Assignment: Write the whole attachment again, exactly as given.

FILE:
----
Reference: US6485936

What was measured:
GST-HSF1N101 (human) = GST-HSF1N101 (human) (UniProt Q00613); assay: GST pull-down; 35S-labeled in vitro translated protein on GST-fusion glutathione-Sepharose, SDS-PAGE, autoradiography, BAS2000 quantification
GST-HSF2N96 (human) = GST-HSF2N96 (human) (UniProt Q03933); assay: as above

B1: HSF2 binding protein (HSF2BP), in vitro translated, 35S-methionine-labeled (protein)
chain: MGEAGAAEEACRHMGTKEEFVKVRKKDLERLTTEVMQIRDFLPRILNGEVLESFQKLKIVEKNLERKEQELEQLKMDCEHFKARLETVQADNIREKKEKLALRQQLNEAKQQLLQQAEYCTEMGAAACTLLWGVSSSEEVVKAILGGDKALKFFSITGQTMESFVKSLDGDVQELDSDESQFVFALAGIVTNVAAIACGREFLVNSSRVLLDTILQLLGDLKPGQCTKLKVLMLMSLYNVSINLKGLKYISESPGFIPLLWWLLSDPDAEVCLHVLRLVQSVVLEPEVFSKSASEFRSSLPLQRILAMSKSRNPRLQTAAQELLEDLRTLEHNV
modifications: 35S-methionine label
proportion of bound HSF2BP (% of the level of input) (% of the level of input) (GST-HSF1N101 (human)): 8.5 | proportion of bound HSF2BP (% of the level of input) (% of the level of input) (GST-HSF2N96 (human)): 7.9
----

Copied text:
Reference: US6485936

What was measured:
GST-HSF1N101 (human) = GST-HSF1N101 (human) (UniProt Q00613); assay: GST pull-down; 35S-labeled in vitro translated protein on GST-fusion glutathione-Sepharose, SDS-PAGE, autoradiography, BAS2000 quantification
GST-HSF2N96 (human) = GST-HSF2N96 (human) (UniProt Q03933); assay: as above

B1: HSF2 binding protein (HSF2BP), in vitro translated, 35S-methionine-labeled (protein)
chain: MGEAGAAEEACRHMGTKEEFVKVRKKDLERLTTEVMQIRDFLPRILNGEVLESFQKLKIVEKNLERKEQELEQLKMDCEHFKARLETVQADNIREKKEKLALRQQLNEAKQQLLQQAEYCTEMGAAACTLLWGVSSSEEVVKAILGGDKALKFFSITGQTMESFVKSLDGDVQELDSDESQFVFALAGIVTNVAAIACGREFLVNSSRVLLDTILQLLGDLKPGQCTKLKVLMLMSLYNVSINLKGLKYISESPGFIPLLWWLLSDPDAEVCLHVLRLVQSVVLEPEVFSKSASEFRSSLPLQRILAMSKSRNPRLQTAAQELLEDLRTLEHNV
modifications: 35S-methionine label
proportion of bound HSF2BP (% of the level of input) (% of the level of input) (GST-HSF1N101 (human)): 8.5 | proportion of bound HSF2BP (% of the level of input) (% of the level of input) (GST-HSF2N96 (human)): 7.9